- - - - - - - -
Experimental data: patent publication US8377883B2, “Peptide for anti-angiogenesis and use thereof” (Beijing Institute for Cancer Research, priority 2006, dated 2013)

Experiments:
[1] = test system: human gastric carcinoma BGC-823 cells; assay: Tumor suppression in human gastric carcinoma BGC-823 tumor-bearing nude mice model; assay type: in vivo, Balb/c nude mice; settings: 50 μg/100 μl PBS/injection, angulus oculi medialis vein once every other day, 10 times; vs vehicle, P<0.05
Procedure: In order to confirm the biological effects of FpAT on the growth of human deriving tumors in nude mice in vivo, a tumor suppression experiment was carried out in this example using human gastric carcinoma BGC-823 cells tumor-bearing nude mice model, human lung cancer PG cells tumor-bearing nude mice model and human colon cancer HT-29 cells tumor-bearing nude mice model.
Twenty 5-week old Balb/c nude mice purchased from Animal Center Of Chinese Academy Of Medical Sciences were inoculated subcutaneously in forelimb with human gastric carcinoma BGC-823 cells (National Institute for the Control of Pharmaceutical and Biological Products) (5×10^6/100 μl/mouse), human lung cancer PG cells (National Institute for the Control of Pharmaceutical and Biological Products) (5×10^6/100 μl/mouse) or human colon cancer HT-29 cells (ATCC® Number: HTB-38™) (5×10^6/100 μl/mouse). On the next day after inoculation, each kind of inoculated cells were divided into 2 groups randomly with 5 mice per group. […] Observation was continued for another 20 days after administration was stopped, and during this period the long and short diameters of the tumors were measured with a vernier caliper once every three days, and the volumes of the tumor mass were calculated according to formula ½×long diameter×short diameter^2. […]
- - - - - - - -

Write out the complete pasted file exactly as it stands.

Experimental data: patent publication US8377883B2, “Peptide for anti-angiogenesis and use thereof” (Beijing Institute for Cancer Research, priority 2006, dated 2013)

Experiments:
[1] = test system: human gastric carcinoma BGC-823 cells; assay: Tumor suppression in human gastric carcinoma BGC-823 tumor-bearing nude mice model; assay type: in vivo, Balb/c nude mice; settings: 50 μg/100 μl PBS/injection, angulus oculi medialis vein once every other day, 10 times; vs vehicle, P<0.05
Procedure: In order to confirm the biological effects of FpAT on the growth of human deriving tumors in nude mice in vivo, a tumor suppression experiment was carried out in this example using human gastric carcinoma BGC-823 cells tumor-bearing nude mice model, human lung cancer PG cells tumor-bearing nude mice model and human colon cancer HT-29 cells tumor-bearing nude mice model.
Twenty 5-week old Balb/c nude mice purchased from Animal Center Of Chinese Academy Of Medical Sciences were inoculated subcutaneously in forelimb with human gastric carcinoma BGC-823 cells (National Institute for the Control of Pharmaceutical and Biological Products) (5×10^6/100 μl/mouse), human lung cancer PG cells (National Institute for the Control of Pharmaceutical and Biological Products) (5×10^6/100 μl/mouse) or human colon cancer HT-29 cells (ATCC® Number: HTB-38™) (5×10^6/100 μl/mouse). On the next day after inoculation, each kind of inoculated cells were divided into 2 groups randomly with 5 mice per group. […] Observation was continued for another 20 days after administration was stopped, and during this period the long and short diameters of the tumors were measured with a vernier caliper once every three days, and the volumes of the tumor mass were calculated according to formula ½×long diameter×short diameter^2. […]